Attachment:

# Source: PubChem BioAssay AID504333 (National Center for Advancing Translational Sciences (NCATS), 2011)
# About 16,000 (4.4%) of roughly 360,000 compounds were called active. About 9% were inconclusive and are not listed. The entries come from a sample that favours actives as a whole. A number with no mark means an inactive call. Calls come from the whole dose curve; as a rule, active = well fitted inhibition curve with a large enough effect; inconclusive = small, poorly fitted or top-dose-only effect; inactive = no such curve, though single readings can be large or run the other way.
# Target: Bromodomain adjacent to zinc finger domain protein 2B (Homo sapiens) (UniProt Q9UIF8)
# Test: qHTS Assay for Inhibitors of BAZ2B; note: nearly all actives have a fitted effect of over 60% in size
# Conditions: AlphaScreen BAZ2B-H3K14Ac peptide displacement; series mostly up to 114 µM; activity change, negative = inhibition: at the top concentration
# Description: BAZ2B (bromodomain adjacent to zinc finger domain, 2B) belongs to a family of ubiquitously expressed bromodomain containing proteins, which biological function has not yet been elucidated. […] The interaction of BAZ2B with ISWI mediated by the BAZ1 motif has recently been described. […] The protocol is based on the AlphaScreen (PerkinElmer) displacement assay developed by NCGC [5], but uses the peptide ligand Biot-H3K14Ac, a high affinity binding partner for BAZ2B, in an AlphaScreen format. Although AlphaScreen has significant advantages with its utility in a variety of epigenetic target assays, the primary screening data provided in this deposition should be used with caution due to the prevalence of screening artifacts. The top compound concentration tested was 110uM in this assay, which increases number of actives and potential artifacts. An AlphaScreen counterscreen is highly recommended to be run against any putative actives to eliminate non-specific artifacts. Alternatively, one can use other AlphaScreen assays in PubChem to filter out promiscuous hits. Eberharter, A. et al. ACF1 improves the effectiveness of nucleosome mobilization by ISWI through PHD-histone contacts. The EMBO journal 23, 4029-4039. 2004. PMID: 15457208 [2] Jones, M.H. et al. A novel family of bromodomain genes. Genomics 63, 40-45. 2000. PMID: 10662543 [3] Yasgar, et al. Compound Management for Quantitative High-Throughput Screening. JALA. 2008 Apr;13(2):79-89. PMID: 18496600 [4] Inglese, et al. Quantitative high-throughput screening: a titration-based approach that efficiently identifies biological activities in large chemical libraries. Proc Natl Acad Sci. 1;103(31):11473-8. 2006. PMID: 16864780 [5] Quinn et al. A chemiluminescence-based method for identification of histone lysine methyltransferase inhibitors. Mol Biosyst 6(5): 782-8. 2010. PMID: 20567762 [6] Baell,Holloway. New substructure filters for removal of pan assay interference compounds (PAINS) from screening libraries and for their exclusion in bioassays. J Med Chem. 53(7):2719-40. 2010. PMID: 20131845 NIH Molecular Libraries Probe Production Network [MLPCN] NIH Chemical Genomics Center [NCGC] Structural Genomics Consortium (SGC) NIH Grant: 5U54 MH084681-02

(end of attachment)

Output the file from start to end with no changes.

# Source: PubChem BioAssay AID504333 (National Center for Advancing Translational Sciences (NCATS), 2011)
# About 16,000 (4.4%) of roughly 360,000 compounds were called active. About 9% were inconclusive and are not listed. The entries come from a sample that favours actives as a whole. A number with no mark means an inactive call. Calls come from the whole dose curve; as a rule, active = well fitted inhibition curve with a large enough effect; inconclusive = small, poorly fitted or top-dose-only effect; inactive = no such curve, though single readings can be large or run the other way.
# Target: Bromodomain adjacent to zinc finger domain protein 2B (Homo sapiens) (UniProt Q9UIF8)
# Test: qHTS Assay for Inhibitors of BAZ2B; note: nearly all actives have a fitted effect of over 60% in size
# Conditions: AlphaScreen BAZ2B-H3K14Ac peptide displacement; series mostly up to 114 µM; activity change, negative = inhibition: at the top concentration
# Description: BAZ2B (bromodomain adjacent to zinc finger domain, 2B) belongs to a family of ubiquitously expressed bromodomain containing proteins, which biological function has not yet been elucidated. […] The interaction of BAZ2B with ISWI mediated by the BAZ1 motif has recently been described. […] The protocol is based on the AlphaScreen (PerkinElmer) displacement assay developed by NCGC [5], but uses the peptide ligand Biot-H3K14Ac, a high affinity binding partner for BAZ2B, in an AlphaScreen format. Although AlphaScreen has significant advantages with its utility in a variety of epigenetic target assays, the primary screening data provided in this deposition should be used with caution due to the prevalence of screening artifacts. The top compound concentration tested was 110uM in this assay, which increases number of actives and potential artifacts. An AlphaScreen counterscreen is highly recommended to be run against any putative actives to eliminate non-specific artifacts. Alternatively, one can use other AlphaScreen assays in PubChem to filter out promiscuous hits. Eberharter, A. et al. ACF1 improves the effectiveness of nucleosome mobilization by ISWI through PHD-histone contacts. The EMBO journal 23, 4029-4039. 2004. PMID: 15457208 [2] Jones, M.H. et al. A novel family of bromodomain genes. Genomics 63, 40-45. 2000. PMID: 10662543 [3] Yasgar, et al. Compound Management for Quantitative High-Throughput Screening. JALA. 2008 Apr;13(2):79-89. PMID: 18496600 [4] Inglese, et al. Quantitative high-throughput screening: a titration-based approach that efficiently identifies biological activities in large chemical libraries. Proc Natl Acad Sci. 1;103(31):11473-8. 2006. PMID: 16864780 [5] Quinn et al. A chemiluminescence-based method for identification of histone lysine methyltransferase inhibitors. Mol Biosyst 6(5): 782-8. 2010. PMID: 20567762 [6] Baell,Holloway. New substructure filters for removal of pan assay interference compounds (PAINS) from screening libraries and for their exclusion in bioassays. J Med Chem. 53(7):2719-40. 2010. PMID: 20131845 NIH Molecular Libraries Probe Production Network [MLPCN] NIH Chemical Genomics Center [NCGC] Structural Genomics Consortium (SGC) NIH Grant: 5U54 MH084681-02